What parents need to know about concussion care for children and teens
In fact, concussions are the most prevalent type of traumatic brain injury, accounting for more than half of all cases (TBI). We've learned from the experiences of former National Football League players that concussions can cause long-term health issues.
When a child or teen has a concussion, it's important that we do everything we can to make sure they get the best care possible and prevent concussions.
When a child suffers a concussion, it's difficult for doctors, parents, and coaches to decide what the best course of action should be. Children who have concussions can rely on recommendations made by the CDC, which examines all of the evidence and provides guidance.
Because every child is different, concussion treatment must take this into consideration.
The recommendations take into account the reality that each child who has a concussion is unique. Naturally, each injury is unique, but it goes beyond that. Certain children are predisposed to having difficulties, such as those who have had prior concussions or who have learning, mental health, or neurological difficulties.
Interestingly, children who are stressed in their families due to factors like poverty may take longer to recover from concussions. Additionally, there is a wild-card factor: occasionally, children take an extraordinarily long time to recover — or, conversely, recover extremely rapidly.
What are the recommendations for concussion care?
The CDC's practice guidelines for health care providers contain the following points:
The majority of children who sustain concussions do not require CT or MRI tests. If there was a significant accident or if the child is exhibiting severe or unusual symptoms, it is worthwhile to conduct an examination to rule out internal bleeding, fractures, or other injuries. Most of the time, there is nothing to see with concussions, so these imaging studies aren't worth the risk or the money.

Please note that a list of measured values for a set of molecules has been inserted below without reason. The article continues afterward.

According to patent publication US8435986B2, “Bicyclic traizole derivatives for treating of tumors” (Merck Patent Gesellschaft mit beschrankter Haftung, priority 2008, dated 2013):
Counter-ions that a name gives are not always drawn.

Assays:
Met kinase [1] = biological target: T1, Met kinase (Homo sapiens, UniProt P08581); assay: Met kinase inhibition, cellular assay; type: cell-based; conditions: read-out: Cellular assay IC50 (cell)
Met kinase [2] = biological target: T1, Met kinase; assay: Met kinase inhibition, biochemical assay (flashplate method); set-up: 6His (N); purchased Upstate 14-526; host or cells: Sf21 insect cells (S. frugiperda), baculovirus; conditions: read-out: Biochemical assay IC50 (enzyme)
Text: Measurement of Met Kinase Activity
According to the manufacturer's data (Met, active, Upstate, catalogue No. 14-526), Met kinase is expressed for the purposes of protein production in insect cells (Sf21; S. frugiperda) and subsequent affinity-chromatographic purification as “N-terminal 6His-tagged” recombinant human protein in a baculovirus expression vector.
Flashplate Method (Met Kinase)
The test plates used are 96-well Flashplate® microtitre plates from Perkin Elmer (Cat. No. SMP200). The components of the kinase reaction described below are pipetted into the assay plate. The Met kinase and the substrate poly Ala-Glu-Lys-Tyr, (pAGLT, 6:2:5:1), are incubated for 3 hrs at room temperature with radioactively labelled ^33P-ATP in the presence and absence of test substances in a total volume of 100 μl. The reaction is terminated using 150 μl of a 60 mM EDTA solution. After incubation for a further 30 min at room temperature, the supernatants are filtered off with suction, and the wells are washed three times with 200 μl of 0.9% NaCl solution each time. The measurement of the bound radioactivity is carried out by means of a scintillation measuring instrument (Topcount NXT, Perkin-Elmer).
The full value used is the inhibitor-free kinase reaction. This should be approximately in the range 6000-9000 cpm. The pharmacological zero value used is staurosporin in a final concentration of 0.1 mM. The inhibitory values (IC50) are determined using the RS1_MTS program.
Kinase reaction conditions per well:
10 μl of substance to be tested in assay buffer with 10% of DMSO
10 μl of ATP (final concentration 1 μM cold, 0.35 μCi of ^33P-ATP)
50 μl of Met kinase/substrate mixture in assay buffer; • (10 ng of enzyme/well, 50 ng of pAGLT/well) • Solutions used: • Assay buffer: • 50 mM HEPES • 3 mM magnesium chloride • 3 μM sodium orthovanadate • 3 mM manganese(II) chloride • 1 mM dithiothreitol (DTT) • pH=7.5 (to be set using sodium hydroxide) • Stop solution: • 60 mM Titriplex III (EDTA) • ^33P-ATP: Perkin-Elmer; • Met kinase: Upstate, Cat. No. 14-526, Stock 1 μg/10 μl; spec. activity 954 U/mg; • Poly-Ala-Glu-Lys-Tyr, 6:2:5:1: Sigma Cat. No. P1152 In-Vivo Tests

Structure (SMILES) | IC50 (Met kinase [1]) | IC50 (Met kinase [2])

Make the diagnostic with the appropriate instrument. We associate certain symptoms with a concussion, such as severe headaches, disorientation, and loss of memory of the collision. However, because it is not always evident, it is beneficial to utilize a validated checklist or questionnaire, which means that it has been proven to accurately distinguish people with a concussion from those who simply suffered a bad bump to the head.
When a child suffers a concussion, look for risk factors that could result in a longer recovery time. As I mentioned previously, some children recover more slowly than others—and while we can never be certain, it's critical to consider this at the time of the injury.
What should parents be aware of regarding concussions?
The majority of children and adolescents who have concussions recover entirely within one to three months. However, it is critical that children, families, and coaches understand all of the symptoms associated with a concussion and distinguish between what is typical and what indicates a problem. For example, insomnia, dizziness, and moodiness are all common, but if any of these symptoms worsen, it's critical to see a doctor.
Parents can assist their children in resuming normal activities following a concussion. Rest — not just of the body, but also of the mind — is critical for the first two to three days following a concussion, but it's also critical to begin reestablishing normalcy. When people entirely rest for an extended period of time, it actually takes them longer to recover.
Returning to normalcy following a concussion
We used to believe that complete brain and body rest following a concussion was the best course of action. Resuming normal activities is increasingly being shown to be the more beneficial treatment. For instance, new research examining a large number of trials found that exercise can aid in the rehabilitation process following a concussion. The hard part is finding the best way for each child to get back to normal.
The primary concept is to begin slowly and monitor the child's progress. If kids do well, they can increase their education or physical activity. If they are not doing well—that is, if they have an increase in symptoms, they should do less and move more slowly.
Returning to normal life can take a few days or several months. It must be adapted to the individual child and circumstances, which is why consultation with your paediatrician is critical. It's also critical not to rush the process, particularly when returning to an activity that involves concussions, such as football, hockey, or soccer. If a child has another concussion while they are healing, it will take them a long time to get better and may cause long-term problems.
For additional information, please visit the CDC's Heads Up page.
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